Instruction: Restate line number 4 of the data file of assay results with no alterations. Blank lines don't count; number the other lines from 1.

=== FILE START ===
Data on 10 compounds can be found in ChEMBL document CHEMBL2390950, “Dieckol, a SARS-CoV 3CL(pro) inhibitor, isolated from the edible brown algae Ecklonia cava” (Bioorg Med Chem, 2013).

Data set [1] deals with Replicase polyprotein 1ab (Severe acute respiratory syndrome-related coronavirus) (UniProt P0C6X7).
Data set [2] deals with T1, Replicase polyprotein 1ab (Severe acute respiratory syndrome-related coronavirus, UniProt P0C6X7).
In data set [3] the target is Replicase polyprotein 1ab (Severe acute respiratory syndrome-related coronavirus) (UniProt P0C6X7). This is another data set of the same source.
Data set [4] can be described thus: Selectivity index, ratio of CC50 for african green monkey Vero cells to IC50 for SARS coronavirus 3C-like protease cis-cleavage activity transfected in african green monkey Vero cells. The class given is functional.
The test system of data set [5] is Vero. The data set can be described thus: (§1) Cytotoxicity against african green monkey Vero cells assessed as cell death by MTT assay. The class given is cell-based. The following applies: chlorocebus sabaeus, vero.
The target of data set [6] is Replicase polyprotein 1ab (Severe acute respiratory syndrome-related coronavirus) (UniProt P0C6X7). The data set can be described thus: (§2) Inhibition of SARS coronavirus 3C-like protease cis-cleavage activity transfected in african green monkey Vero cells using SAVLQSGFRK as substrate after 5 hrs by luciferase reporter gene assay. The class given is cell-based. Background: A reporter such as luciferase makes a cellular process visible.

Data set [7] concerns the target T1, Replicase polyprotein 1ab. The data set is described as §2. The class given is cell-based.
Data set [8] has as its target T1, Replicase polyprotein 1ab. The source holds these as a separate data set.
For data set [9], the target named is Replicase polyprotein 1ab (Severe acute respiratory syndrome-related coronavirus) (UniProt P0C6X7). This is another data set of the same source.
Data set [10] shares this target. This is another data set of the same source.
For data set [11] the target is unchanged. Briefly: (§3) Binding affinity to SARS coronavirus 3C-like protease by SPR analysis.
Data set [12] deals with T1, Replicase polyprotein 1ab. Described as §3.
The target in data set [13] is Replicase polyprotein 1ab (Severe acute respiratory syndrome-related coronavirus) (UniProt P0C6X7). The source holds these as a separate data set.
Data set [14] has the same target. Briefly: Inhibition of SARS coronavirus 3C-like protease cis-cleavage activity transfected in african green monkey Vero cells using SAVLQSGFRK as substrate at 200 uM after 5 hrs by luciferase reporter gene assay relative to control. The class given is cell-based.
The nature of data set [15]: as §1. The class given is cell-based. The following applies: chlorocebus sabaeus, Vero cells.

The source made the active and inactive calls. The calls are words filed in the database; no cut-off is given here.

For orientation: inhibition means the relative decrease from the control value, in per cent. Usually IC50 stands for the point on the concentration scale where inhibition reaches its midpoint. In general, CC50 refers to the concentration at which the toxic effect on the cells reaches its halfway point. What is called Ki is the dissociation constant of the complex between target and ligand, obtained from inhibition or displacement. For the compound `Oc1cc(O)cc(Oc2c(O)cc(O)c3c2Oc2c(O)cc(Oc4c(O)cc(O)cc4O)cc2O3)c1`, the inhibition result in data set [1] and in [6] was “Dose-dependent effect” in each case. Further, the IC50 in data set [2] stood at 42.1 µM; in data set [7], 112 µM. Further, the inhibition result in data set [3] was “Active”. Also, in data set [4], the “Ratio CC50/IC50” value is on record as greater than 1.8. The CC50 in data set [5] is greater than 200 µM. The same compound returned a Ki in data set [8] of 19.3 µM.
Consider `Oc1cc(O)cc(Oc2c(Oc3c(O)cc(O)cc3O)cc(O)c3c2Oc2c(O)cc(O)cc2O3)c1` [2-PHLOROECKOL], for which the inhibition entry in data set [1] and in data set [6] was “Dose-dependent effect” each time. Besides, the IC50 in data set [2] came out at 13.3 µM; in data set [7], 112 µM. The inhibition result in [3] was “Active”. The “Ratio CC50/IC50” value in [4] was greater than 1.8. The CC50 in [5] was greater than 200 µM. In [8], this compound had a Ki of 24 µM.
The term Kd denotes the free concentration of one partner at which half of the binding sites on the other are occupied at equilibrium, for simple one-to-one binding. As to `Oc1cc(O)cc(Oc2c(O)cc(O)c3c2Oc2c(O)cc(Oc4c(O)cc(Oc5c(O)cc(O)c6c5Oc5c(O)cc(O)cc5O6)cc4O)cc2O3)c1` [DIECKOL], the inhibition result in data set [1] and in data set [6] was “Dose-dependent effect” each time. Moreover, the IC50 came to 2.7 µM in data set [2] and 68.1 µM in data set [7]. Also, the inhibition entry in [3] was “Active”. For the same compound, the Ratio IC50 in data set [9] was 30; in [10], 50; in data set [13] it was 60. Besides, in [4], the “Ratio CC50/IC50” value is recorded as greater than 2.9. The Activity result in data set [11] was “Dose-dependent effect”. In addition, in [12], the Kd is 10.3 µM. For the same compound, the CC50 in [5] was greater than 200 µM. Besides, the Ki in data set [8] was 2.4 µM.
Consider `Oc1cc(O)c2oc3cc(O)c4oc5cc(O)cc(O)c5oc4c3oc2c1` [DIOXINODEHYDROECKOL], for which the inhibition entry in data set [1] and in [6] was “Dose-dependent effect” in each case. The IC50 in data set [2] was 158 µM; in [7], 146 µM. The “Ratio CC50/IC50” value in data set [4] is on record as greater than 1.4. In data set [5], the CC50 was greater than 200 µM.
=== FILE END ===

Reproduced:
In data set [3] the target is Replicase polyprotein 1ab (Severe acute respiratory syndrome-related coronavirus) (UniProt P0C6X7). This is another data set of the same source.